For Immediate Release

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Decision by Industry Organization Removes Crucial Tool for Investor Oversight of Wall Street

Statement of Christine Hines, Consumer and Civil Justice Counsel

WASHINGTON - The U.S. stock market may have just lost a critical safeguard – accountability to investors. On Thursday, a panel at the Financial Industry Regulatory Authority (FINRA), an industry-run group that regulates brokerage firms and exchange markets, disregarded its own policy, ruling that brokerage firm Charles Schwab and Company may insert class-action bans in its take-it-or-leave-it contracts with investors.

Schwab sought to capitalize on a recent corporate trend, following the 2011 U.S. Supreme Court decision in AT&T Mobility v. Concepcion, which permitted corporations to insert class-action bans within forced arbitration clauses in their one-sided contracts with consumers, investors and employees.

Forced arbitration clauses are used overwhelmingly by the securities and financial services industries. The practice deprives individuals of their right to seek redress in court. Studies and surveys on FINRA arbitration have shown that biases in favor of corporate entities and against weaker investors are evident in the private arbitration process.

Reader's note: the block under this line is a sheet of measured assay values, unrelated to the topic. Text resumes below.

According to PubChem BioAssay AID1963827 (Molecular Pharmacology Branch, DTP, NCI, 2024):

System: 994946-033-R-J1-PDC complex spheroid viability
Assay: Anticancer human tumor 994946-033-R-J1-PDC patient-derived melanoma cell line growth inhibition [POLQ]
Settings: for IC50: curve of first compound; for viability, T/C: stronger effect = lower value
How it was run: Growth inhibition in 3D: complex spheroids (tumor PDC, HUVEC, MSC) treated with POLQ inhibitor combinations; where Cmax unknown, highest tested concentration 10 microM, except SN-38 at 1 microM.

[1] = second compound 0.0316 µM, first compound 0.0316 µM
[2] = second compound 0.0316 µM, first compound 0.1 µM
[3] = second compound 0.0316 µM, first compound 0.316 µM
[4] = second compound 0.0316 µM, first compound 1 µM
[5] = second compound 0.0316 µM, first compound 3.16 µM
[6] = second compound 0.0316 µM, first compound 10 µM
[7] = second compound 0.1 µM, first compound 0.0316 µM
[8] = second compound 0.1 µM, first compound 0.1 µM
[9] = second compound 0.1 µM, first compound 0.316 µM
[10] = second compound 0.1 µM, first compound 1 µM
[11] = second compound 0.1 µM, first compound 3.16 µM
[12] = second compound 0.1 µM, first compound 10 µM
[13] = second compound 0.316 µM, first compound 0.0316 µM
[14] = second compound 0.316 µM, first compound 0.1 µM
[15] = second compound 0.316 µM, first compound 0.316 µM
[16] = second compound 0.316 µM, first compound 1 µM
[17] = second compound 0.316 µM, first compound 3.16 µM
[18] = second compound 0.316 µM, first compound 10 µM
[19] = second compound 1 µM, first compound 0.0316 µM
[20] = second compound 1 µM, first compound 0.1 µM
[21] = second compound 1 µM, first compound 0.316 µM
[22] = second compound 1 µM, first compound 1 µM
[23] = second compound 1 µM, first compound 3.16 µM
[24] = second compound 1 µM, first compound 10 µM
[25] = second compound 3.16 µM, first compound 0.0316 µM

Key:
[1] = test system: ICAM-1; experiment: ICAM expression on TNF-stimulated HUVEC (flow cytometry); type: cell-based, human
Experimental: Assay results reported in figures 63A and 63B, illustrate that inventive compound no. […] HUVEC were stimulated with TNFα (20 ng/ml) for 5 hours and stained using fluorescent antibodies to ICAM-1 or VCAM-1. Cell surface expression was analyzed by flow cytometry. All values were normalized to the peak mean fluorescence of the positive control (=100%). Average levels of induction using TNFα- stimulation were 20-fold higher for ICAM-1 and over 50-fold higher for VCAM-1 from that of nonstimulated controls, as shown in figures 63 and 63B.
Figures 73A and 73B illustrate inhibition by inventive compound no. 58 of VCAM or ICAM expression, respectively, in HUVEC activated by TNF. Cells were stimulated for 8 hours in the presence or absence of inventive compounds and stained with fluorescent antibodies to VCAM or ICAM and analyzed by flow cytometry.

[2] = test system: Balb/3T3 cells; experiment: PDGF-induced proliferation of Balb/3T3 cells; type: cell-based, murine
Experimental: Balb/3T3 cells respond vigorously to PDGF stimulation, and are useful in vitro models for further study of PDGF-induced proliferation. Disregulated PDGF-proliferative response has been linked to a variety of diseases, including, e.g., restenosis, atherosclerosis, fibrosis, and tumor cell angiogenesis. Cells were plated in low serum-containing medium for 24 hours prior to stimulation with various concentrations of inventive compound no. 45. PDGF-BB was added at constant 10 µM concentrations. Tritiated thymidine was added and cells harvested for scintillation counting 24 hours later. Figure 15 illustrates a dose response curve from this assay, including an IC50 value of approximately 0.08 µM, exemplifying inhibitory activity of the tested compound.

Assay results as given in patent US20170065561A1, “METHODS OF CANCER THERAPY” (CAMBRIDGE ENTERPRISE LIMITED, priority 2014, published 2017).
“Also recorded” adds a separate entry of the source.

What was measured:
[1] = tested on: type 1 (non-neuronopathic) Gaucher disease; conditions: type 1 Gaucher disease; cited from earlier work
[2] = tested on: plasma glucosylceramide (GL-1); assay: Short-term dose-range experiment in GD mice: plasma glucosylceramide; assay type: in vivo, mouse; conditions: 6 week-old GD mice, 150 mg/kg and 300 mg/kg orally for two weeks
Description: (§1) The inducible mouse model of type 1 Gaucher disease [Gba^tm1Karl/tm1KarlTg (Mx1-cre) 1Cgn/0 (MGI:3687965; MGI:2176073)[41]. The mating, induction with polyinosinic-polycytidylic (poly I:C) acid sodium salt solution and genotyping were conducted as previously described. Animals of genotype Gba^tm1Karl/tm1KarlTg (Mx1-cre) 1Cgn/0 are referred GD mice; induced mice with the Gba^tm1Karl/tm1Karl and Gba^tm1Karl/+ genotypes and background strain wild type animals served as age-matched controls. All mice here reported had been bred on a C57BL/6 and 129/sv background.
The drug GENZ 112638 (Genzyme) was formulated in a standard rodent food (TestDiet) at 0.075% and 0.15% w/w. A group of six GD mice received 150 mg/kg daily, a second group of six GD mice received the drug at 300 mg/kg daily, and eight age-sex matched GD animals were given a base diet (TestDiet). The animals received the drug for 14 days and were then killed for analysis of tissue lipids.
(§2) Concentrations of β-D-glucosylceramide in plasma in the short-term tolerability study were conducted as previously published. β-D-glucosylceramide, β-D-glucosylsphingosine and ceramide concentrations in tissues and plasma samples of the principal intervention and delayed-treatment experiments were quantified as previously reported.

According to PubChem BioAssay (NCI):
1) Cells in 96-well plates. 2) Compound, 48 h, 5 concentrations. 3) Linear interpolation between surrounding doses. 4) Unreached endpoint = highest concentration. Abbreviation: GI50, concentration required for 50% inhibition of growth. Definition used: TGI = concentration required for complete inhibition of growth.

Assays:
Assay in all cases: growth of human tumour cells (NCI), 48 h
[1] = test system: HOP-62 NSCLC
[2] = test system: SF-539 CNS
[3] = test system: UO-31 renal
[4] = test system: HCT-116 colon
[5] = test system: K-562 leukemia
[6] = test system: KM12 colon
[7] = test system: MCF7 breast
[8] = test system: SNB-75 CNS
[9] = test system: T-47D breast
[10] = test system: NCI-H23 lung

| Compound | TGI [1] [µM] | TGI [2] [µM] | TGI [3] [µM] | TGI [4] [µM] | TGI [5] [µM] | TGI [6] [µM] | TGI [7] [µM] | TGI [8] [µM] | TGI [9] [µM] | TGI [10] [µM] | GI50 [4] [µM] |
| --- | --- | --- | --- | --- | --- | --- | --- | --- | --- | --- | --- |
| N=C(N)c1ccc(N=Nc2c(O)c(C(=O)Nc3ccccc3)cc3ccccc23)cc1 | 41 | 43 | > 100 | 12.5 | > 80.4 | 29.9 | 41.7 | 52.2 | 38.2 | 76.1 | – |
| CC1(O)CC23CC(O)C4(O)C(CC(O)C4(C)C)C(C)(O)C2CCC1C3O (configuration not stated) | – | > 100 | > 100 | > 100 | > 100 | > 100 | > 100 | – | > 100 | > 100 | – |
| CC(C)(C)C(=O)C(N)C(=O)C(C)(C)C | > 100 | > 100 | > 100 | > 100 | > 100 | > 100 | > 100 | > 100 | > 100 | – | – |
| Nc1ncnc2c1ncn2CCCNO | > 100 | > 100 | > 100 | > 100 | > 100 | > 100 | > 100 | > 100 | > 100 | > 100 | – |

Although limited to arbitration, investors who had similar claims against a broker-dealer could, under FINRA rules, band together in a single action in court against the firm. However, FINRA’s decision eliminates class actions, leaving serious claims such as fraud, unsuitable trading, breach of fiduciary duty and other securities law violations to be resolved in secret forums on an individual basis.

Even before FINRA’s ruling, Massachusetts Secretary of the Commonwealth William Galvin took a public stance against arbitration clauses in investor-broker contracts, calling them “troubling” and a “cause for concern.” He then rightly called for the Securities and Exchange Commission (SEC) to take action.

The SEC can and must protect its investors and preserve the integrity of securities markets by exercising authority granted to it under the 2010 Dodd-Frank financial reform law. It should immediately issue a rule to eliminate forced arbitration by Wall Street. It should prohibit forced arbitration and class-action bans in broker-dealer contracts with investors. It’s the only way that investors will be able to hold broker-dealers accountable for their malfeasance.


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